There is another possible explanation, though I also think this was a big plot hole. Home security video surveillance systems don't keep recordings forever. At some point, the videotape (on older systems) or hard drive (on modern ones) gets full of video and older footage needs to be overwritten by newer footage. It's conceivable that Amy's arrival at the house was captured on video that was later overwritten by newer video, and that the only relevant footage that the FBI found was her later staged performance.

However, it's obvious from the movie that NPH spared no expense when it came to his house and I really doubt that his video surveillance system didn't have enough capacity to record for months on end without recycling. So though this explanation occurred to me, in the context of the movie I don't buy it.

I also seem to recall Amy saying during questioning at the end of the movie that she had been abducted by NPH much earlier than she actually arrived there, like from the beginning of her disappearance. The surveillance video from the time before she actually showed up at NPH's house would presumably have proven that wrong, showing NPH going about his life as normal when he was supposedly abducting Amy and keeping her prisoner. That was ignored too (if I remember the ending correctly).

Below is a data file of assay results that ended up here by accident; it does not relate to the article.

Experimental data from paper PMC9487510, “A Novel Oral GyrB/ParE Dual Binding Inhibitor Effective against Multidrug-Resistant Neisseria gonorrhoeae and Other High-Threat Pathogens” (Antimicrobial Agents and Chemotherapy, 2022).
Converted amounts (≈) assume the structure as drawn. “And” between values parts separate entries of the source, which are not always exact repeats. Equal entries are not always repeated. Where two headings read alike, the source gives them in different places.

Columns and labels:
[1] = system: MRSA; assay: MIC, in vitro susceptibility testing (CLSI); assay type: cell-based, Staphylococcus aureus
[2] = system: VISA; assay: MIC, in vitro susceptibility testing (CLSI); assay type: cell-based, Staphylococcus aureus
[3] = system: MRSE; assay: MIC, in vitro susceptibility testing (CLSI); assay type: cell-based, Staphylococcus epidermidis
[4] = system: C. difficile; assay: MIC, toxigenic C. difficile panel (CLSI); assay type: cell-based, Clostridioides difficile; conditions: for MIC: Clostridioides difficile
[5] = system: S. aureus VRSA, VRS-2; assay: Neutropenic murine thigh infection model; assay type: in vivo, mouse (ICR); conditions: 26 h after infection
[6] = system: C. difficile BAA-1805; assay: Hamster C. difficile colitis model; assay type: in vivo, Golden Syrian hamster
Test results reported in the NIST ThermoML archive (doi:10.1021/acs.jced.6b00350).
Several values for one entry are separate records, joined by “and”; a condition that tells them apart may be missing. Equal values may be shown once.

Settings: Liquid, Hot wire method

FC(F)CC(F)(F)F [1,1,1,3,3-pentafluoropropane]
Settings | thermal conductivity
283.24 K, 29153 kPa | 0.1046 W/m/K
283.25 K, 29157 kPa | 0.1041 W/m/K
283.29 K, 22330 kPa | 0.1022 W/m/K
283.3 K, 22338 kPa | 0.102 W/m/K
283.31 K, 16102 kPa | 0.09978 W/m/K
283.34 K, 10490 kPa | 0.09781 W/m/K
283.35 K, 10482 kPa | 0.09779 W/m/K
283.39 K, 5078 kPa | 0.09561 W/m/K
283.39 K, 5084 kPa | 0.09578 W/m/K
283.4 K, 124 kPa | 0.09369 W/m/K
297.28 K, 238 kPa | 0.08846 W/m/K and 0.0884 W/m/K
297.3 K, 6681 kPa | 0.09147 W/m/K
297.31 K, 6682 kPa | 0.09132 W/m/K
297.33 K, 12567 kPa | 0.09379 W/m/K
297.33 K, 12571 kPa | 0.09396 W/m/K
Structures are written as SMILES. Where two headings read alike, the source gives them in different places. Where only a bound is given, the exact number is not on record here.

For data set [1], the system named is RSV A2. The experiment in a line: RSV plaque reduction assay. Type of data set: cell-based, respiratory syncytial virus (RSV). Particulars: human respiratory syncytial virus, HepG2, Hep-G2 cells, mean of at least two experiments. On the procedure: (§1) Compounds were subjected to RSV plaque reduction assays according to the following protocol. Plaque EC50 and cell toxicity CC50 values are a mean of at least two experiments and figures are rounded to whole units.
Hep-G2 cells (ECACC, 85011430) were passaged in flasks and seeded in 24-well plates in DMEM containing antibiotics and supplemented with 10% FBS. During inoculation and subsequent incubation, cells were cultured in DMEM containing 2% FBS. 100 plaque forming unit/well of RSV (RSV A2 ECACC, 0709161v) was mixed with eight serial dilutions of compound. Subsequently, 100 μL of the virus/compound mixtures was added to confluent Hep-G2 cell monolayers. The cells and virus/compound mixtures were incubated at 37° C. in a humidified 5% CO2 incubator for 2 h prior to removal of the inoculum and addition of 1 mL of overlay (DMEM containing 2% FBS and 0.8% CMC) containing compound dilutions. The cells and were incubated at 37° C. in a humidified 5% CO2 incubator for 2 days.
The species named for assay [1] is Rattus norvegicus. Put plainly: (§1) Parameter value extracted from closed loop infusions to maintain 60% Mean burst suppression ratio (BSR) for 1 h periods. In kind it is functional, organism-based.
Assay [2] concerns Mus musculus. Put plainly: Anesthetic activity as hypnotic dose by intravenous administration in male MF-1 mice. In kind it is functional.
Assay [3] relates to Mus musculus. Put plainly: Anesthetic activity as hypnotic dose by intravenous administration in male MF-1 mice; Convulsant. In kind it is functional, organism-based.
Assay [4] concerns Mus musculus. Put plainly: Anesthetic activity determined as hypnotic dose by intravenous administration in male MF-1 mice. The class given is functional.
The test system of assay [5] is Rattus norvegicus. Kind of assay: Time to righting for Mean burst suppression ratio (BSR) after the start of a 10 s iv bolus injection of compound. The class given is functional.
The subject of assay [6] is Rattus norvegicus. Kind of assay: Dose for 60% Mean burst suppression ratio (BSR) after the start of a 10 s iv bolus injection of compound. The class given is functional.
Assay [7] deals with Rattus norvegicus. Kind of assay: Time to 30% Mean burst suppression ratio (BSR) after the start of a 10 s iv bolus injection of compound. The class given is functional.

The cameras are all outside the house.

The reason she performs the bits of theater that she does (spilling the wine, pretending to tie herself up), is so that she will appear on the external camera as someone who is being held against their will.

There's no footage of the actual murder taking place, but there was evidence that she had sex with her "captor" (which is why she waited for him to finish before killing him), so all video footage will backup her claim of kidnapping and rape.

The only possible exception is her initial arrival, when she was in disguise, and not yet pretending to be held captive, but she could easily say that she was terrified for her life at that point, and trying not to provoke him.